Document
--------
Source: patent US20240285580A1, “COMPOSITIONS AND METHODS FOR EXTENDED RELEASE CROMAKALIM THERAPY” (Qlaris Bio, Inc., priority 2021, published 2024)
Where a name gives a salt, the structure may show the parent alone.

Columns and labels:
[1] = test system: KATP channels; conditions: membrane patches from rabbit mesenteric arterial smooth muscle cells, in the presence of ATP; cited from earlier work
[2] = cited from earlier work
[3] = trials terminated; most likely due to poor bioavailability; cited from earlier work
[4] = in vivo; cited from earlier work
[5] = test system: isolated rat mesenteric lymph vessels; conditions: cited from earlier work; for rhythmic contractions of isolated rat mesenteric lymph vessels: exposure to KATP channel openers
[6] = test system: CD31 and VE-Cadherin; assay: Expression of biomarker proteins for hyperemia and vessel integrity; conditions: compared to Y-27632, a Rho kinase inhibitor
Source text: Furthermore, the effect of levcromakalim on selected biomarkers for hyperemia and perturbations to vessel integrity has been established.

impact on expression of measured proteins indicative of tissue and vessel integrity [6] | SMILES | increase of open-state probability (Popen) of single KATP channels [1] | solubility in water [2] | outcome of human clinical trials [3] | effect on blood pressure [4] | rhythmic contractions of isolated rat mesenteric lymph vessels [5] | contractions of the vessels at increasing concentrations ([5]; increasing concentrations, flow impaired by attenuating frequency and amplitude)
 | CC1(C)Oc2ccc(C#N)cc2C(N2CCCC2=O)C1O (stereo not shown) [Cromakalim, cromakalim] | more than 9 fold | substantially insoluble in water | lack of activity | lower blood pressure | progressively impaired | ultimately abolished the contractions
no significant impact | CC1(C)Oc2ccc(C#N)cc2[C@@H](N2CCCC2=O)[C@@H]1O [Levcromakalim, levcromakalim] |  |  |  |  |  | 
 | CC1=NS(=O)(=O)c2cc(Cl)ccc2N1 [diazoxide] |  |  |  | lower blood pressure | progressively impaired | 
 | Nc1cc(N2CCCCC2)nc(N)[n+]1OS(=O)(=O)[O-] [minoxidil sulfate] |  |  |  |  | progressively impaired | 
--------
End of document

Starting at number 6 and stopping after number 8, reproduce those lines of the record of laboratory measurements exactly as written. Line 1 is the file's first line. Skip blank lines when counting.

[3] = trials terminated; most likely due to poor bioavailability; cited from earlier work
[4] = in vivo; cited from earlier work
[5] = test system: isolated rat mesenteric lymph vessels; conditions: cited from earlier work; for rhythmic contractions of isolated rat mesenteric lymph vessels: exposure to KATP channel openers